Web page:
Sole Trader Tax Rate: This Is How Much You'll Pay in 2024

When it comes to paying taxes as a sole trader, it’s likely you’ll be asking yourself:

  • What sole trader tax rate you should be paying
  • How to make sure you don’t overpay in taxes and lose out
  • How to make sure you don’t underpay and incur a fine
  • How to be sure you’re in the right tax bracket

In this article, we cover these questions and a lot more:

  1. What are the tax rates for sole traders in Australia?
  2. How to calculate your sole trader taxable income
  3. How do sole traders pay tax?
  4. How do you set up your PAYG?
  5. Optimise your taxes as a sole trader with these deductions
  6. How to streamline your tax payment prep with Parpera

If you’re looking for a tool that’ll help you manage your taxes and pay on time? Parpera is a money management tool specifically designed for sole traders. You can send and receive payments, create and send invoices and set aside money for taxes, plus more. Sign up for your 30-day free trial now!

What are the tax rates for sole traders in Australia?

Please note that this is not tax advice and all information is from the ATO website. For personalised tax advice speak to an accountant.

Here are the Australian Taxation Office’s (ATO) individuals and sole trader tax rates you need to calculate your tax for 2023-2024: 

Image source: ATO website

The good news is you may have a tax-free threshold of up to $18,200. 

Now let’s look at the essential details you’ll need to figure out your business revenue, so you can calculate how much you’ll owe in taxes more precisely.

How to calculate your sole trader taxable income

Australian sole trader taxable income is the total amount of all your client income minus your tax-deductible business expenses. 

Total revenue - tax deductible business expenses = Taxable income

You’ll use the same tax return and tax rates as would an employee, but the main difference is that you can reduce your taxable income with sole trader tax deductions.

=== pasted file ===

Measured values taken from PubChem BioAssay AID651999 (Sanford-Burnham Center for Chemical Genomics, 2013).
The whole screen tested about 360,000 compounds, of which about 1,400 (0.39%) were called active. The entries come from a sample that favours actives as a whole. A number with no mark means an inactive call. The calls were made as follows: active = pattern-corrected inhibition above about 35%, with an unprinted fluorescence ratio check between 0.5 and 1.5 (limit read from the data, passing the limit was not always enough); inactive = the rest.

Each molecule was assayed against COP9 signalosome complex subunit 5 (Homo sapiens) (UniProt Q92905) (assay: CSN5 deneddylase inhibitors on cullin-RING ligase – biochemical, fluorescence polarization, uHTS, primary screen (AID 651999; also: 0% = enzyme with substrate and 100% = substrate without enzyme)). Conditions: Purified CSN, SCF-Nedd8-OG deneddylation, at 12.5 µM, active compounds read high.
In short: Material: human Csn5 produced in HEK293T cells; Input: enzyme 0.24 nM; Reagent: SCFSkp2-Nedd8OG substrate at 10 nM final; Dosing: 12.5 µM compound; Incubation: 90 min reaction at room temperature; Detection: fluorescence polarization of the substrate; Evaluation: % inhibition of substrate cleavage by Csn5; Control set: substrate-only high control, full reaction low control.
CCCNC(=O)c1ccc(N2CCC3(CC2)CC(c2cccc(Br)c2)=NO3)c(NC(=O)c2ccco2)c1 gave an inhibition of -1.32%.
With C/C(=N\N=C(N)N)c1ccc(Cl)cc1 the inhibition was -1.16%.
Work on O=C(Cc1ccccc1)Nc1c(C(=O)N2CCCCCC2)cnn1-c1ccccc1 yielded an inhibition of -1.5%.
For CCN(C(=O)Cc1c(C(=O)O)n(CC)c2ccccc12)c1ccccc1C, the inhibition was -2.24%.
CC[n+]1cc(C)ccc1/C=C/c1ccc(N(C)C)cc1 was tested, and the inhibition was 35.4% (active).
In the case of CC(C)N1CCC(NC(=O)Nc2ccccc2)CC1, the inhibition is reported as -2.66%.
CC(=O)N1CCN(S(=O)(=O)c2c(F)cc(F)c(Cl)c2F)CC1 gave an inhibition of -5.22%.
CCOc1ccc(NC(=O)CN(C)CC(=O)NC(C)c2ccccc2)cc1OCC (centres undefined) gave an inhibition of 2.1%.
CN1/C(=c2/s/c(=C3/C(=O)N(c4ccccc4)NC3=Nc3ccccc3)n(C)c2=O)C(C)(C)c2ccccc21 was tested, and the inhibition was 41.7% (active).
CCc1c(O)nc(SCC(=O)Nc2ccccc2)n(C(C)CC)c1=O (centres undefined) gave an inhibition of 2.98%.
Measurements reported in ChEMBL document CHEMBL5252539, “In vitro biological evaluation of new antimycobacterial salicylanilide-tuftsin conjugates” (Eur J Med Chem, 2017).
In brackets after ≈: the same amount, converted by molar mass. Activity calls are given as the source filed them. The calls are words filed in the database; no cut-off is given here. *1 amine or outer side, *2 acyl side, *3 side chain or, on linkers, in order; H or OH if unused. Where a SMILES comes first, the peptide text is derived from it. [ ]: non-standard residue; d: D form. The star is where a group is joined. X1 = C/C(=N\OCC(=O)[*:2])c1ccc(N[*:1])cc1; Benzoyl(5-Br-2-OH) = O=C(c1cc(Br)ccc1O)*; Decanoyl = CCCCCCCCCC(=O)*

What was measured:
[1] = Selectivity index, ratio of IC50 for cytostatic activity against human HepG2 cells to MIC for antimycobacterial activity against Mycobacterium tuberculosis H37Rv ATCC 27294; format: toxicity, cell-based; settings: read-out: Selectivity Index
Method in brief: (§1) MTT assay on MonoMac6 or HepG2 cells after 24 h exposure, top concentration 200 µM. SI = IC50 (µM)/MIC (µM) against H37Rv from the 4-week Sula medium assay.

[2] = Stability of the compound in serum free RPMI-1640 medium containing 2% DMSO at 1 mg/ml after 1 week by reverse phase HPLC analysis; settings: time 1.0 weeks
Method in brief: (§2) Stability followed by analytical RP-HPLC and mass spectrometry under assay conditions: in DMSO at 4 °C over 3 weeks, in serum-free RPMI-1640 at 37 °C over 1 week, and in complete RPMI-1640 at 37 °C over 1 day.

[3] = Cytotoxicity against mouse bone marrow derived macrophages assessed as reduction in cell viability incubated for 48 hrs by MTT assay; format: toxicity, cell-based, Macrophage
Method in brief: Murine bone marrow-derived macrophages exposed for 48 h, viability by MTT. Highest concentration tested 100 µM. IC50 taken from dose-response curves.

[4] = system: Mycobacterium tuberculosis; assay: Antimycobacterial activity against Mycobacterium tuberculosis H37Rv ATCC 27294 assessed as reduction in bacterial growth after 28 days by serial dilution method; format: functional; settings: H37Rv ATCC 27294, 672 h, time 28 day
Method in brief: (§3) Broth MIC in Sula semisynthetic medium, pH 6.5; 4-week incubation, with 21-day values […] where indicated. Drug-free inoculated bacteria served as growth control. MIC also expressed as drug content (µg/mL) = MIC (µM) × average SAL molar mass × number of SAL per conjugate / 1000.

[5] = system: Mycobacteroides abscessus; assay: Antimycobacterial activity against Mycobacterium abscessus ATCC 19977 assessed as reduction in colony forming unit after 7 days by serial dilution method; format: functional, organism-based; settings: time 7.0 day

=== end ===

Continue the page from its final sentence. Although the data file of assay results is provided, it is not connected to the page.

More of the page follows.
Here’s a sole trader tax calculation example:

If you add up your revenue and it’s a total of $73,000 at the end of the financial year. And you add up your tax-deductible business expenses and get to $8,300, this puts your sole trader taxable income at $64,700. On the first $18,200, you’ll pay no tax, then on your revenue from $18,200 to $45,000, you’ll pay 19% or $5,092 in tax. The remaining $19,700 in taxable sole trader income will be taxed at 32.5% or $6,403. 

That brings your total tax payment to $11,494, not including any additional taxes or offsets.

The ATO’s Income Tax Estimator will make sure you include any of these additional taxes, offsets, or deductions available to you. When you’re ready to complete your tax return at the end of the financial year, use our step-by-step tax return for sole trader guide.

How do sole traders pay tax?

On your first year of trading, you’ll pay your tax at the end of the financial year in July.

Once you’ve lodged your first tax return, you’ll then be required to submit your tax via PAYG every quarter.

Here are the essentials to remember if you’re a sole trader business owner:

  • Every financial year, you’ll need to complete an individual tax return. When you’re a sole trader, you’ll also need to add information into the Supplementary Section of your tax return.
  • You must declare all your sole trader income for tax purposes, even if you don’t owe any tax.
  • As a sole trader, you’re taxed at the same rates as an employee with one big difference: you can deduct many more expenses.
  • If you don’t follow the rules for proper tax deductions, you can’t claim them against your taxable income.